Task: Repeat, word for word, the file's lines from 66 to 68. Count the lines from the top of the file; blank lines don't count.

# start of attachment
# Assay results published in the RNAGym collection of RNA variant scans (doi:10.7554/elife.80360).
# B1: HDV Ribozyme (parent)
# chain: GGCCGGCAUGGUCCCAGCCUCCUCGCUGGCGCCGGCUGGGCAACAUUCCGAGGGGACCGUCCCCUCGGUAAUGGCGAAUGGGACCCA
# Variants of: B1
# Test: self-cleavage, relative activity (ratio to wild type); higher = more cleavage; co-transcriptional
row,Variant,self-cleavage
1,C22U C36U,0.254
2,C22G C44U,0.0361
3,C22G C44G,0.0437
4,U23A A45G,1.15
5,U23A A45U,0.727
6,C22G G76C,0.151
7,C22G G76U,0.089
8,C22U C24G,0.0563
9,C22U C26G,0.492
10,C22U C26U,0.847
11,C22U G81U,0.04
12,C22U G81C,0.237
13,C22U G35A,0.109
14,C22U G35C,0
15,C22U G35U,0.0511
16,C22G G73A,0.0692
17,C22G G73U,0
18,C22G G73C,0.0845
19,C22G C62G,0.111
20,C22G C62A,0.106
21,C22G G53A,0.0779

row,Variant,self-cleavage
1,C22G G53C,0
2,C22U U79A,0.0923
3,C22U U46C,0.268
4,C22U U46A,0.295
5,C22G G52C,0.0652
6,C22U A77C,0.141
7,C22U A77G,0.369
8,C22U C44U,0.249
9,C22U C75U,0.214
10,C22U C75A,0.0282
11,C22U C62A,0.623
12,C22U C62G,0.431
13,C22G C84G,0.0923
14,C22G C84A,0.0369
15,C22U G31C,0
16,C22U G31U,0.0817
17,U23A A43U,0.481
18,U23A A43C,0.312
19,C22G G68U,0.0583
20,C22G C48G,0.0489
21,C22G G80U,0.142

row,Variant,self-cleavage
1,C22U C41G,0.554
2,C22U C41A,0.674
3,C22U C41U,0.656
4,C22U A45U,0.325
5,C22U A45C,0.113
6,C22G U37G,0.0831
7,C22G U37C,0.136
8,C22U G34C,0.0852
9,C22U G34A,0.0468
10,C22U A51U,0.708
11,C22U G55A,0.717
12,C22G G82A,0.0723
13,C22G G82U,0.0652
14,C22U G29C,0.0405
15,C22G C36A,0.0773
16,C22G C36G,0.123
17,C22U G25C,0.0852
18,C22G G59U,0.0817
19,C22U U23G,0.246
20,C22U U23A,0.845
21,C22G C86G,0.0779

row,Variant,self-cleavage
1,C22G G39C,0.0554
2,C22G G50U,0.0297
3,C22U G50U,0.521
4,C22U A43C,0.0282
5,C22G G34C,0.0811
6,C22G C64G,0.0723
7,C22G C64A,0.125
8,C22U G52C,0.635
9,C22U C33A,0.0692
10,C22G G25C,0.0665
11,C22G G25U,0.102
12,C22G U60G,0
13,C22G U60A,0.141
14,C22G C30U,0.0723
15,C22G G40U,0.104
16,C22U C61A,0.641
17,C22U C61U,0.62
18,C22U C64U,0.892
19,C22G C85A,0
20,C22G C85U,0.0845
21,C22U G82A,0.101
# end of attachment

16,C22G C36G,0.123
17,C22U G25C,0.0852
18,C22G G59U,0.0817